Italy's seasonally adjusted unemployment rate jumped to 11.7 percent in January from 11.3 percent the month before to hit its highest level for at least 21 years, data showed on Friday.
The figure was above all forecasts in a Reuters survey of analysts which pointed to a marginal uptick to 11.3 percent.
Rising unemployment was a major issue in the national election on Sunday and Monday which saw a dramatic surge in support for the anti-establishment 5-Star movement led by comic Beppe Grillo.
The election left Italy in political chaos, with no clear parliamentary majority emerging.
(Read More: Why Italy's Stalemate Could Mean Chaos for Euro Zone)
In a series of negative records showing that Italy's long recession is taking a heavy toll on the labor market, youth unemployment also jumped to an all-time high of 38.7 percent from 37.1 percent.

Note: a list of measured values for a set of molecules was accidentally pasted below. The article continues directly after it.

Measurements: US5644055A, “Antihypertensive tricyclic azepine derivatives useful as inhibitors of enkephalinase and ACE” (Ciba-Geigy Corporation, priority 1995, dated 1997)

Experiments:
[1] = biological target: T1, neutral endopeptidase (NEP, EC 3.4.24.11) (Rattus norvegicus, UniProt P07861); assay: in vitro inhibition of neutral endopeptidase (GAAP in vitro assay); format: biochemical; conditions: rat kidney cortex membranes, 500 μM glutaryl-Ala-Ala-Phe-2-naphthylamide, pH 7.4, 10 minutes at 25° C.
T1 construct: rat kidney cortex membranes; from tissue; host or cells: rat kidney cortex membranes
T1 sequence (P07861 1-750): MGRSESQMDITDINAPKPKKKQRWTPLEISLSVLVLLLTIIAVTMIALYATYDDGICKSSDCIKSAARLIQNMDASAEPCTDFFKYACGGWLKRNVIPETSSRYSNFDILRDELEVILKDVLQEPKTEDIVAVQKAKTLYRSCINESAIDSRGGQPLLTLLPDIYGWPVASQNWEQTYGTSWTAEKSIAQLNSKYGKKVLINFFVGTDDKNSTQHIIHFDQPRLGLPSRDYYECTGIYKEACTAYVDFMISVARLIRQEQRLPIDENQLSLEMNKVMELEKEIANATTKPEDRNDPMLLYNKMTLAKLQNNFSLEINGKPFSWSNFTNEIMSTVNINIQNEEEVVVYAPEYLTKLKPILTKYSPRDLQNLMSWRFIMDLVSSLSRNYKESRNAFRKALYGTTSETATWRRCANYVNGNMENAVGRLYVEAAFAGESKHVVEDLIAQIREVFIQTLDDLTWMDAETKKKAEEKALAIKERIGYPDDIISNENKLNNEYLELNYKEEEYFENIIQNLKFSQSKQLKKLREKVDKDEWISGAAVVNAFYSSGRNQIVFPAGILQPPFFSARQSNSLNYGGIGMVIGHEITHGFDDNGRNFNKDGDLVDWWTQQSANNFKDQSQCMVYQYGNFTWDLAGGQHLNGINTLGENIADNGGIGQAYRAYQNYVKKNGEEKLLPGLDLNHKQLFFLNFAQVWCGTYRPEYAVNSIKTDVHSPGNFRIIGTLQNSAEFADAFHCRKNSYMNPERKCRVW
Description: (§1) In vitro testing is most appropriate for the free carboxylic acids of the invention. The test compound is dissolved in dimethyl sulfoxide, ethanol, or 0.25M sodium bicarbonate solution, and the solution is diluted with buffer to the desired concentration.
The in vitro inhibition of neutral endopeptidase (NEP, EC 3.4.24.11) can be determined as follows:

Both overall unemployment and youth unemployment were the highest since the current statistical series was begun in 1992.
The employment rate - showing the proportion of Italians in work as a proportion of the population - fell to 56.3 percent from 56.5 percent, to its lowest level for 13 years, national statistics institute ISTAT reported.
Analysts say the real challenge for Italy is to increase its chronically low rates of employment and participation in the labor market, which are among the lowest in the industrialized world, especially among women, the young and the elderly.
In January, 97,000 jobs were lost from the month before and 310,000 were lost compared with January the year before.